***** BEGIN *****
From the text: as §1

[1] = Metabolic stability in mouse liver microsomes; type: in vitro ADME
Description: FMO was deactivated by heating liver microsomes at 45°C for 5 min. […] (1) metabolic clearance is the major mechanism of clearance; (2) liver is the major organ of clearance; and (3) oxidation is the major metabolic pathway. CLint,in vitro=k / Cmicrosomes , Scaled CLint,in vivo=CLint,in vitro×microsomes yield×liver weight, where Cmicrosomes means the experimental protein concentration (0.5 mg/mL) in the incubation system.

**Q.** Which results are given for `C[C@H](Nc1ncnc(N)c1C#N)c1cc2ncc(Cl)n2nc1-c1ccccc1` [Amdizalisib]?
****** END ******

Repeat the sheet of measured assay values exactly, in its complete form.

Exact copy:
From the text: as §1

[1] = Metabolic stability in mouse liver microsomes; type: in vitro ADME
Description: FMO was deactivated by heating liver microsomes at 45°C for 5 min. […] (1) metabolic clearance is the major mechanism of clearance; (2) liver is the major organ of clearance; and (3) oxidation is the major metabolic pathway. CLint,in vitro=k / Cmicrosomes , Scaled CLint,in vivo=CLint,in vitro×microsomes yield×liver weight, where Cmicrosomes means the experimental protein concentration (0.5 mg/mL) in the incubation system.

**Q.** Which results are given for `C[C@H](Nc1ncnc(N)c1C#N)c1cc2ncc(Cl)n2nc1-c1ccccc1` [Amdizalisib]?